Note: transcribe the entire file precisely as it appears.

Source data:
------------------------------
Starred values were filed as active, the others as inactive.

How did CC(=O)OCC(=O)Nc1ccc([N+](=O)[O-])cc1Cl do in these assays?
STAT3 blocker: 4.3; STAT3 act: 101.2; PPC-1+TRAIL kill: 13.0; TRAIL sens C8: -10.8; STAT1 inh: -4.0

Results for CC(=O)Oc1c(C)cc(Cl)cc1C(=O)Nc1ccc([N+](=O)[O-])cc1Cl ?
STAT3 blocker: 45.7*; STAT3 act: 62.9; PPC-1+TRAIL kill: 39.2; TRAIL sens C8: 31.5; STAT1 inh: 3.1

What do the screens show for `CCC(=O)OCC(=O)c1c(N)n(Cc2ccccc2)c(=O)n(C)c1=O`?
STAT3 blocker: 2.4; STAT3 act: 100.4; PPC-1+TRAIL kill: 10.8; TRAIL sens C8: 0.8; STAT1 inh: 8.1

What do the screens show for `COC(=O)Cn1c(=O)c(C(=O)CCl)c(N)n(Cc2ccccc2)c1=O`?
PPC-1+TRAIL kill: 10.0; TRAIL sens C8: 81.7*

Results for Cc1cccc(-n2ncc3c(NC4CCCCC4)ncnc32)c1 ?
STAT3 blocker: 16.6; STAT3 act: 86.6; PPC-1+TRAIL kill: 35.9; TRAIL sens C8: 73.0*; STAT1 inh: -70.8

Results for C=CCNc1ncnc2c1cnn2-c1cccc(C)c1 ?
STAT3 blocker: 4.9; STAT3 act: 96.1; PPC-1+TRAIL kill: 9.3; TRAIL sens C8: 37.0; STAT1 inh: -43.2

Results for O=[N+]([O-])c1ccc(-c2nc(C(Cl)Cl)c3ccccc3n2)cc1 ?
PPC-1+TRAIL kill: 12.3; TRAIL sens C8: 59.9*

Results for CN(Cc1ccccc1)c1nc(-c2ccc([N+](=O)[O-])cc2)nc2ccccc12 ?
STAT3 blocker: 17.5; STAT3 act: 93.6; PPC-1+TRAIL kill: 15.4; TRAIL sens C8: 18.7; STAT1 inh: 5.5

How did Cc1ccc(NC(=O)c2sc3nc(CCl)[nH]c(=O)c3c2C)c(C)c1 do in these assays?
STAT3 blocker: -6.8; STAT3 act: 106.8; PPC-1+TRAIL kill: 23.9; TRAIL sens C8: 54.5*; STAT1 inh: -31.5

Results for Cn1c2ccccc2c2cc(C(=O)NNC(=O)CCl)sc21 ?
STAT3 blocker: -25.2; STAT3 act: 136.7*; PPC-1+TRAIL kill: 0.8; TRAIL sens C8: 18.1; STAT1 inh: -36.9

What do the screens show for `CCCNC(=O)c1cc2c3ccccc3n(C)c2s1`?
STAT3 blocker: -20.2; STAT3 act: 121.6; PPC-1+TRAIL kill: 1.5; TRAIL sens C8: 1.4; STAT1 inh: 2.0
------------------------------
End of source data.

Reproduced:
Starred values were filed as active, the others as inactive.

How did CC(=O)OCC(=O)Nc1ccc([N+](=O)[O-])cc1Cl do in these assays?
STAT3 blocker: 4.3; STAT3 act: 101.2; PPC-1+TRAIL kill: 13.0; TRAIL sens C8: -10.8; STAT1 inh: -4.0

Results for CC(=O)Oc1c(C)cc(Cl)cc1C(=O)Nc1ccc([N+](=O)[O-])cc1Cl ?
STAT3 blocker: 45.7*; STAT3 act: 62.9; PPC-1+TRAIL kill: 39.2; TRAIL sens C8: 31.5; STAT1 inh: 3.1

What do the screens show for `CCC(=O)OCC(=O)c1c(N)n(Cc2ccccc2)c(=O)n(C)c1=O`?
STAT3 blocker: 2.4; STAT3 act: 100.4; PPC-1+TRAIL kill: 10.8; TRAIL sens C8: 0.8; STAT1 inh: 8.1

What do the screens show for `COC(=O)Cn1c(=O)c(C(=O)CCl)c(N)n(Cc2ccccc2)c1=O`?
PPC-1+TRAIL kill: 10.0; TRAIL sens C8: 81.7*

Results for Cc1cccc(-n2ncc3c(NC4CCCCC4)ncnc32)c1 ?
STAT3 blocker: 16.6; STAT3 act: 86.6; PPC-1+TRAIL kill: 35.9; TRAIL sens C8: 73.0*; STAT1 inh: -70.8

Results for C=CCNc1ncnc2c1cnn2-c1cccc(C)c1 ?
STAT3 blocker: 4.9; STAT3 act: 96.1; PPC-1+TRAIL kill: 9.3; TRAIL sens C8: 37.0; STAT1 inh: -43.2

Results for O=[N+]([O-])c1ccc(-c2nc(C(Cl)Cl)c3ccccc3n2)cc1 ?
PPC-1+TRAIL kill: 12.3; TRAIL sens C8: 59.9*

Results for CN(Cc1ccccc1)c1nc(-c2ccc([N+](=O)[O-])cc2)nc2ccccc12 ?
STAT3 blocker: 17.5; STAT3 act: 93.6; PPC-1+TRAIL kill: 15.4; TRAIL sens C8: 18.7; STAT1 inh: 5.5

How did Cc1ccc(NC(=O)c2sc3nc(CCl)[nH]c(=O)c3c2C)c(C)c1 do in these assays?
STAT3 blocker: -6.8; STAT3 act: 106.8; PPC-1+TRAIL kill: 23.9; TRAIL sens C8: 54.5*; STAT1 inh: -31.5

Results for Cn1c2ccccc2c2cc(C(=O)NNC(=O)CCl)sc21 ?
STAT3 blocker: -25.2; STAT3 act: 136.7*; PPC-1+TRAIL kill: 0.8; TRAIL sens C8: 18.1; STAT1 inh: -36.9

What do the screens show for `CCCNC(=O)c1cc2c3ccccc3n(C)c2s1`?
STAT3 blocker: -20.2; STAT3 act: 121.6; PPC-1+TRAIL kill: 1.5; TRAIL sens C8: 1.4; STAT1 inh: 2.0